Challenges TSMC’s Phoenix plant faces

July 27, 2023 09:36
Photo: Reuters

After a record year in 2022, Taiwan Semiconductor Manufacturing Company (TSMC) is looking to a less successful 2023. It expects revenue this year to fall by 10 per cent year-on-year and its giant plant in Phoenix, Arizona to start production in 2025, a year later than planned.

The Phoenix chip fabrication facility, or fab, involves a total investment of US$40 billion. More than 12,000 workers are on the site every day in a race to complete construction. President Joe Biden has visited the site in person, to show the government’s eagerness to produce semi-conductor chips in the United States.

But, in a briefing last week, TSMC chairman Mark Liu said that the start of mass production of N4 (4-nanometer) process technology there would be pushed back to 2025.

“We are entering a critical phase of handling the most advanced equipment,” Liu said. “We are encountering challenges because of a shortage of skilled workers. Costs are higher than in Taiwan. We are sending technical staff from Taiwan to help with development.”

In a statement to an Arizona newspaper, the company said that it was building what will be the most advanced semiconductors manufacturing technology in the U.S. “In this critical phase, we require skilled expertise for specific TSMC Arizona construction activities and are temporarily bringing select specialised talent with strong experience. They will only be in Arizona for a limited timeframe and will not impact the workers onsite.”

Within the company, there are doubts about the suitability of the Americans who will work at the plant. The work ethic of TSMC involves 24-hour commitment, with working late nights and at weekends. Like Samsung, TSMC has spent years developing a cadre of highly skilled staff for their plants at home. This cannot be duplicated easily abroad.

In addition to the Phoenix facility, TSMC is building a plant in Japan and considering one in Germany.

At the briefing last week, TSMC announced consolidated revenue of NT$480.84 billion, net income of NT$181.80 billion, and diluted earnings per share of NT$7.01 (US$1.14 per ADR unit) for the second quarter ended June 30, 2023. Year-over-year, second quarter revenue decreased 10.0 per cent, while net income and diluted EPS both decreased 23.3 per cent. Compared to first quarter 2023, second quarter results represented a 5.5 per cent decrease in revenue and a 12.2 per cent decrease in net income.

Advanced technologies, defined as 7-nanometer and more advanced technologies, accounted for 53 per cent of total wafer revenue.

“Our second quarter business was impacted by the overall global economic conditions, which dampened the end market demand, and led to customers’ ongoing inventory adjustment,” said Wendell Huang, VP and Chief Financial Officer of TSMC.

For all of 2023, it expects revenue to fall by 10 per cent. “Three months ago, we were probably more optimistic, but now we are not,” said CEO C.C. Wei. “Although we have very good AI end-market demand, it is not enough to offset that weakness.” This demand comes from Nvidia and AI services like ChatGPT.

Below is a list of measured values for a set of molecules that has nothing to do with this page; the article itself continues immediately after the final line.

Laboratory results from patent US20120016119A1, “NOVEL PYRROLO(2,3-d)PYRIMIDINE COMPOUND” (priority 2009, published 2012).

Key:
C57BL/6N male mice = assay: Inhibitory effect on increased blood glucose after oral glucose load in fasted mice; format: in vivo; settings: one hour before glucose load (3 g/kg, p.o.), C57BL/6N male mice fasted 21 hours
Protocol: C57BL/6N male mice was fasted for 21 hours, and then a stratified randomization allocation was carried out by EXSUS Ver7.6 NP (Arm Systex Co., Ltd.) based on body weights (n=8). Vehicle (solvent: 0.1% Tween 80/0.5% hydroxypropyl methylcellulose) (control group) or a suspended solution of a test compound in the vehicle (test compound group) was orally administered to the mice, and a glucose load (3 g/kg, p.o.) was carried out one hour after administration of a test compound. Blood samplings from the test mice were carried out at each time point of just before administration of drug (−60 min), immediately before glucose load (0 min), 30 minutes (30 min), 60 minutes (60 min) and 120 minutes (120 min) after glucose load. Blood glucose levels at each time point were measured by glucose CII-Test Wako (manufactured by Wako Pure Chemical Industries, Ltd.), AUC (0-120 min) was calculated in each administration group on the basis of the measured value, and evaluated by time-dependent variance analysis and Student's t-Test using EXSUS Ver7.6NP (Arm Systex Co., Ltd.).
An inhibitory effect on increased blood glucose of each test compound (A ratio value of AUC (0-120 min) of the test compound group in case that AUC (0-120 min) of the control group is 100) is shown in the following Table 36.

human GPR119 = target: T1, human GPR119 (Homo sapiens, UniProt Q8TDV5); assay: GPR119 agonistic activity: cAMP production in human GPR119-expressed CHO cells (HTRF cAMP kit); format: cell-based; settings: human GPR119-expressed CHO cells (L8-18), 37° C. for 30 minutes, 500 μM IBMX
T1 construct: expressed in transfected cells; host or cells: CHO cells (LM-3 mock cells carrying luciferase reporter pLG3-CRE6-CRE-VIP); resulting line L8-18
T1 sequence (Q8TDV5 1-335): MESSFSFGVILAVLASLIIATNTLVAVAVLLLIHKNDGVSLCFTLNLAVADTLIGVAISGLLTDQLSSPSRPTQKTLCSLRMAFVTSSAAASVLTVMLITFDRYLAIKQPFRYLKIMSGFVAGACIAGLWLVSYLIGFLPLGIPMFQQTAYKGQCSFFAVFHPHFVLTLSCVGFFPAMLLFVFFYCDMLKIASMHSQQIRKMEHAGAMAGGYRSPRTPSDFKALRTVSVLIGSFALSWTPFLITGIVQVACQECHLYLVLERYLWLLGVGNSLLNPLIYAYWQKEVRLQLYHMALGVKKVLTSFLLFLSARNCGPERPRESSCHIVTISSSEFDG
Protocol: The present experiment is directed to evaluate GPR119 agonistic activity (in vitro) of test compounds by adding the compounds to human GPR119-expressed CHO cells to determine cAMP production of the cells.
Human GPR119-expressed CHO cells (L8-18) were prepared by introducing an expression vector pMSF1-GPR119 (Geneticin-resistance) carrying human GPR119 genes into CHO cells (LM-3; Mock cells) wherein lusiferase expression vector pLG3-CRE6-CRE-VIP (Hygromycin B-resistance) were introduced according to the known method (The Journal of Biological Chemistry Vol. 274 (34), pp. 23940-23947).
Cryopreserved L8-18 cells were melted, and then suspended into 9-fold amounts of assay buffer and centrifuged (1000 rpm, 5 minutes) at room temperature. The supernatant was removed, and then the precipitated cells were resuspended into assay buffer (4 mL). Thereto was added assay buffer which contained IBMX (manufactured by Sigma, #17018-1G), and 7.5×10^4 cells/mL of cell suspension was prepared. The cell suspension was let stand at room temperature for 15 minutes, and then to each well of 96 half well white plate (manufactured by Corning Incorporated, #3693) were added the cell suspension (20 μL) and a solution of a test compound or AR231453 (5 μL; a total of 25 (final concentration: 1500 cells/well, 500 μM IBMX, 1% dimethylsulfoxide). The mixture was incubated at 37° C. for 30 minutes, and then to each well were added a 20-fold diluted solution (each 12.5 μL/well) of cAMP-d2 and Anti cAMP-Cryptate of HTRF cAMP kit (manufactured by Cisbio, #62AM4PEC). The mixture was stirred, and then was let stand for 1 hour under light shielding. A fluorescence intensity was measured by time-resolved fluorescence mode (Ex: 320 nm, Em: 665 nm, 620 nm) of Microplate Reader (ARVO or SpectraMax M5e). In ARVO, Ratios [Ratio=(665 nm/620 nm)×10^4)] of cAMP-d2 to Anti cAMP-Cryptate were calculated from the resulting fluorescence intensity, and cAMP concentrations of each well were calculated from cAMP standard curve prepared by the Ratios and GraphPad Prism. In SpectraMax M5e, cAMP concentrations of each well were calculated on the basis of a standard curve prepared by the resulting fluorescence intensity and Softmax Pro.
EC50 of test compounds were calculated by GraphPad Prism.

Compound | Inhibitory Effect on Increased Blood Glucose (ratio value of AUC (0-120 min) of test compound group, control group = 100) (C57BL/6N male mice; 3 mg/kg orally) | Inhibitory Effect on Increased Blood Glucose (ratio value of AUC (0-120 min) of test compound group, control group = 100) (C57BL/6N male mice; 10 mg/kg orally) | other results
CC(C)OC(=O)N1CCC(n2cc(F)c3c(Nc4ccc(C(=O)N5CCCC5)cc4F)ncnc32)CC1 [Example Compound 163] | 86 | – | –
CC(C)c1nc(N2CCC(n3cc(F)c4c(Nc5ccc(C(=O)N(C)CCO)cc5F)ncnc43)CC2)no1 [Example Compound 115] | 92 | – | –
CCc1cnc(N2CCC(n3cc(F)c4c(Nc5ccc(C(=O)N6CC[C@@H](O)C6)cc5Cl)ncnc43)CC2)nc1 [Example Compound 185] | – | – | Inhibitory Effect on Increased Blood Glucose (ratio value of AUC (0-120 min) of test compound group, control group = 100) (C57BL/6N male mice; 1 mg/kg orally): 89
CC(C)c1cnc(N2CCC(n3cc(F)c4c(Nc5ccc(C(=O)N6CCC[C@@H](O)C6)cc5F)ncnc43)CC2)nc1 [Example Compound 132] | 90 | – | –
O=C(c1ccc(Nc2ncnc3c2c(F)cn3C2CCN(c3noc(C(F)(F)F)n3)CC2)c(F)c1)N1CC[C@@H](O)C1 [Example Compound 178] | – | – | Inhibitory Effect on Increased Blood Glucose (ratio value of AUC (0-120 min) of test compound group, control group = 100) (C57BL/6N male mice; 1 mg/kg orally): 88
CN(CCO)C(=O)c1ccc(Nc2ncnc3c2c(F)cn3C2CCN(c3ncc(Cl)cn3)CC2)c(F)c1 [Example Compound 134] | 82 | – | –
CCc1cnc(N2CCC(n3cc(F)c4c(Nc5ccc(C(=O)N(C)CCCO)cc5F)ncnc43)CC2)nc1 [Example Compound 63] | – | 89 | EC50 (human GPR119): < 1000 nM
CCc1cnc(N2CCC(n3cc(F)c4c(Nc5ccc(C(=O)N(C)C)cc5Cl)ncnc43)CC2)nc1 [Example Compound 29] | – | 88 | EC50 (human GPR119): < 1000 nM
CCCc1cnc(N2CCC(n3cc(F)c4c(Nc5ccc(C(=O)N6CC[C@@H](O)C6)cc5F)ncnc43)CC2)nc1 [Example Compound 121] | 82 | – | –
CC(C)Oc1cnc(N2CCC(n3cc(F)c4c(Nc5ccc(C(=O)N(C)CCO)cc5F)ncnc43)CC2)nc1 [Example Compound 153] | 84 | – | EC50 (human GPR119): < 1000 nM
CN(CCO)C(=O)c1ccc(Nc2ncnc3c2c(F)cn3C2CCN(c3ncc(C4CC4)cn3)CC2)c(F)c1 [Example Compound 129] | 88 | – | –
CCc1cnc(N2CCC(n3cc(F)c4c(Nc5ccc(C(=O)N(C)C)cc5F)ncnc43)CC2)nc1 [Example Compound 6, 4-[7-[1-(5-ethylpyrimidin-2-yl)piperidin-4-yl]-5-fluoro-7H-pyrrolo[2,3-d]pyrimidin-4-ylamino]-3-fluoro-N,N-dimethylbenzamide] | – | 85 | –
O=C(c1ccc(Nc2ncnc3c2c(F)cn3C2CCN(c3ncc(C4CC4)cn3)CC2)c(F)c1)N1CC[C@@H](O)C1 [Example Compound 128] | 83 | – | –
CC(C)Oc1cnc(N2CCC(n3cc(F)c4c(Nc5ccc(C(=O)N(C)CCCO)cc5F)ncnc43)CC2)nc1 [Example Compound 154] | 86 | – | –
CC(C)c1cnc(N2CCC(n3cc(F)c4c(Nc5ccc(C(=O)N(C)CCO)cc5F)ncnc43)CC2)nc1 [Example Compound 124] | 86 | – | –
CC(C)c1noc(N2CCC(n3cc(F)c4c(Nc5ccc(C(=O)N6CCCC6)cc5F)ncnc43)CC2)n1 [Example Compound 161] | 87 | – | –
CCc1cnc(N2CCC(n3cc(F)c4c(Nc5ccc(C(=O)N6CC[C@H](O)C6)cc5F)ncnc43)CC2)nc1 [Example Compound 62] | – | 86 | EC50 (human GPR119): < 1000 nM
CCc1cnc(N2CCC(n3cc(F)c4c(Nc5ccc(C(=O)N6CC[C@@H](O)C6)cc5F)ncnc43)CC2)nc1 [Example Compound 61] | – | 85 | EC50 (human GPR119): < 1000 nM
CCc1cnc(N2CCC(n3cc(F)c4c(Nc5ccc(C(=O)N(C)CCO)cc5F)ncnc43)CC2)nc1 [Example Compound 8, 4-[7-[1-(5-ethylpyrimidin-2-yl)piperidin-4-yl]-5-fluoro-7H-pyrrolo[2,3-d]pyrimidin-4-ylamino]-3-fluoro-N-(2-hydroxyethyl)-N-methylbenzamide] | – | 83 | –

The company has emphasised that, despite its overseas expansion, its most important plants and most advanced technologies rest in Taiwan. It cannot rebuild abroad its work ethic and network of support companies.

Wang Mei-hua, Taiwan Minister of Economy, said that the island occupied an extremely important place in the global production of semi-conductors, especially the most sophisticated ones. “We make those of three-nanometers and are researching those of two-nanometres. Taiwan also makes servers, printed circuits and other key items.”

She said that, if Taiwan were unable to supply the global market, the world economy would be paralysed. “U.S. Secretary of State Antony Blinken has said that the economic consequences for the world would be disastrous, notably for China. They would be more spectacular than those provoked by the war in Ukraine.”

A Chinese attack on or blockade of Taiwan would lead to such a cut-off of supply.

Wang said that, in 2022, exports to China, including Hong Kong, accounted for 42 per cent of Taiwan’s exports. In the first five months of this year, the figure was 35 per cent, including semi-conductors, to be used in iPhones for sale in the United States.

She said that, despite the risks of war, American, European and Japanese firms who make components for semi-conductors continued to invest in Taiwan because it had the most advanced R & D.

Last year, investment in this sector rose 80 per cent over 2021, she said. “We are the only ones to offer this level of innovation.”

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A Hong Kong-based writer, teacher and speaker.